From the Bowels of Jury Duty

Updated: Aug 31, 2011 09:20
The Bay's best newsletter for underground events & news

I have recently returned from a voyage through time and space. Or at least what felt like it. For the past three weeks, mentally, I have been trapped in a world revolving around 850 Bryant. And during regular business hours, physically, that’s where you’d have found me. I learned first hand that my previous romantic vision for the exciting thriller my life would become was a little far from reality. My reality instead involved sore legs from sitting all day, lots of unfinished crossword puzzles from frequent breaks, and wanting to go to bed for the night at 5pm every day. Que romantica.

I was Juror # 11 for a criminal case for the State of California, Superior Court. Charges included attempted murder. After four and a half days of being locked in a windowless room, deliberating, we ended up being a hung jury for all counts. We weren’t allowed to talk about it with the outside world, and with other jurors, only when we all were in the same jury room. The Judge mentioned a case that was in appeals because a juror sent a message to her friend about the case being boring. Not sure if this is the one, but it put the fear in me. I am allowed to talk about it now but it still makes me nervous. I have always been afraid of authority.

One really interesting thing which I didn’t realize happened, and apparently some Judges embrace it more than others, is the fact that members of the jury can ask questions during the trial. If you need clarification, are confused, or something came to mind that the lawyers haven’t asked, you can write it on a piece of paper, raise your hand, and the bailiff will deliver your note to the Judge, who will then confer with the attorneys, and someone will address your question if deemed appropriate.

Here are some questions I really wanted to know the answers to, but I never got around to asking:

1. Hypothetically, if Juror #8 and Juror #11 really hit it off and promise not to talk about the case at all, can they make out? Or is that against the law? Even if we never even talk about Court at all? P.S. can you ask Juror #8 if he likes anyone on the jury?

2. How many beers am I allowed to have at lunch? Is four too many?

3. Can we all vote on replacing these terrible fluorescent lights? I think we’d all be a lot happier.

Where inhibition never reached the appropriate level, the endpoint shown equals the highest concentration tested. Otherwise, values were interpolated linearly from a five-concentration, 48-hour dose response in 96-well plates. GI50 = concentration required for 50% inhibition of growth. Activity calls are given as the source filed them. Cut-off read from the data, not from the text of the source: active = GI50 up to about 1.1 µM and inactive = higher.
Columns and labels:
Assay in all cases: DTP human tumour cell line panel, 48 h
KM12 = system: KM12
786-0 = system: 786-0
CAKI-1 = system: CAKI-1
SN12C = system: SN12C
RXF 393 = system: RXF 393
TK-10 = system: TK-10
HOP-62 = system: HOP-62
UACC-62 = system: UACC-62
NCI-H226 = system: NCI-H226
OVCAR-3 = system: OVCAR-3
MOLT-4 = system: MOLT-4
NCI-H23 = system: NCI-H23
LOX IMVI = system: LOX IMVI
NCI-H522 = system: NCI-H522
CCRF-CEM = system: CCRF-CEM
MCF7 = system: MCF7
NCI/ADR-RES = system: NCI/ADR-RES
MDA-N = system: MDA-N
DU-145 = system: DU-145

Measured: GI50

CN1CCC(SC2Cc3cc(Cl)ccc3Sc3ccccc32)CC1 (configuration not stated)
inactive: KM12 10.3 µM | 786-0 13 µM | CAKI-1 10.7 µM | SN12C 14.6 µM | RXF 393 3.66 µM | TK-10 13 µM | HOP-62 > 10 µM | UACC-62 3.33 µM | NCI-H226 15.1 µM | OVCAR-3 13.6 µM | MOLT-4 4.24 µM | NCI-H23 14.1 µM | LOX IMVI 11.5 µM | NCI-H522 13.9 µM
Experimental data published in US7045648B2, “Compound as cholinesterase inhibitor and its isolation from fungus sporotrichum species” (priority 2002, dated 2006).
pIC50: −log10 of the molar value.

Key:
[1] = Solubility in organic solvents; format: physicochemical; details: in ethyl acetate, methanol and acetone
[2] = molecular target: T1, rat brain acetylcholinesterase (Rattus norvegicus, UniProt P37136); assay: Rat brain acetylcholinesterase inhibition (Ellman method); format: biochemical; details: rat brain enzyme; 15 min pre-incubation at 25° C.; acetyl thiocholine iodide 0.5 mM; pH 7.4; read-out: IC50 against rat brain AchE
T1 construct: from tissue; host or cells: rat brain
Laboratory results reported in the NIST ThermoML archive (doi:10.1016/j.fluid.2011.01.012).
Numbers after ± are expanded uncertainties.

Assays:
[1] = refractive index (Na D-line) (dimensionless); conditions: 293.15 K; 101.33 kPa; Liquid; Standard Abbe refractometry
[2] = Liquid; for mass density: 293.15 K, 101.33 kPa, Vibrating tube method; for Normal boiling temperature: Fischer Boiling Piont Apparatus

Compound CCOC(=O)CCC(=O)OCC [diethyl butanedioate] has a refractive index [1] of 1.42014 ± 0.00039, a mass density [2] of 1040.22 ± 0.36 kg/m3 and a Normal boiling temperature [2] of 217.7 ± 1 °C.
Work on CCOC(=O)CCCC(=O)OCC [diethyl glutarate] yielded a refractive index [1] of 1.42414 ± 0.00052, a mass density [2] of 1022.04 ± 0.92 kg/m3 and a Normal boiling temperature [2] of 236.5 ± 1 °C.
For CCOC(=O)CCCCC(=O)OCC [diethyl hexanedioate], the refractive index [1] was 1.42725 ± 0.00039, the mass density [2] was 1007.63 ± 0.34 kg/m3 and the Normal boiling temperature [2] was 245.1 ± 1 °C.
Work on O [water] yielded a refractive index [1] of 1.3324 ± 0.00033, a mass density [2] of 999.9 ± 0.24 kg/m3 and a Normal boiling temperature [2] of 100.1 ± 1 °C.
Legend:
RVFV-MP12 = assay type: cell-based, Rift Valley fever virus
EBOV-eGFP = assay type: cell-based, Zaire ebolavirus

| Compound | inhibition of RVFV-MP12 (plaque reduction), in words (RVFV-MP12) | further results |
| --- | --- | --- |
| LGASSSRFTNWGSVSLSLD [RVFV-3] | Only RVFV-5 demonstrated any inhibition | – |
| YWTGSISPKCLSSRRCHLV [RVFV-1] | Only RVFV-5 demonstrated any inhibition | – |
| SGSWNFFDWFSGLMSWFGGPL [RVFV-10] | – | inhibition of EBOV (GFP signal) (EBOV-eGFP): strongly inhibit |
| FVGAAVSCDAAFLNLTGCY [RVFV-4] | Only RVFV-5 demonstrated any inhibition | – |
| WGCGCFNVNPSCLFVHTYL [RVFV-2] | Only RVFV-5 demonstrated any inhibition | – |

4. This is not really a question. But I just wanted to say, you all have great ties on today. Well done.

5. Can we take a poll about where everyone’s favorite place to get lunch is? I know the court reporter goes to Subway, what about everyone else?

6. Is my skirt too short? Would you let me know if it was?

Overall though, I will say, they don’t lie in that video they make potential jurors watch, the whole experience was educational, fascinating, and much more interactive then my days of gorging on Netflix Watch It Now fare. If you are planning on supplementing your income though with a stint in jury duty, be forewarned, in San Francisco, you only get paid 15 dollars a day plus mileage, so my total was $17.50 per day. You might want to check with your State first.

A fellow juror mentioned he was struck by the formality and design of the court and how despite not being told what to do, we all knew to address the Judge as your Honor, remain quiet, stand at certain times, etc. We also knew not to sleep with other jurors, drink at lunch, and wear inappropriate outfits. (At least, as far as I know, we all knew.) But I wonder if we could have? Next time.

And because how can you talk about court without talking about my main squeeze, Matlock, here’s a clip:

[youtube 0WfYAXD2DQs]

Like this article? Make sure to sign up for our mailing list so you never miss a goddamn thing!
Previous post

Tutu Tuesdays! $2! 222 Hyde! Homophones!

Next post


Jessica Longo - Two-Bit Reporter

Jessica Longo - Two-Bit Reporter

Jessica was born, moved around a lot and has an odd dialect to prove it (see: hella, bubbler, and cawfee), and is now precariously settled in SF. Despite graduating high school too many years ago to count, she was crowned Prom Queen this summer and considers her life complete now. Last year her production editing job was outsourced to the Philippines. Hope they like it. Luckily for you, this Lady of Leisure is currently accepting applications for the position of Wealthy Benefactor.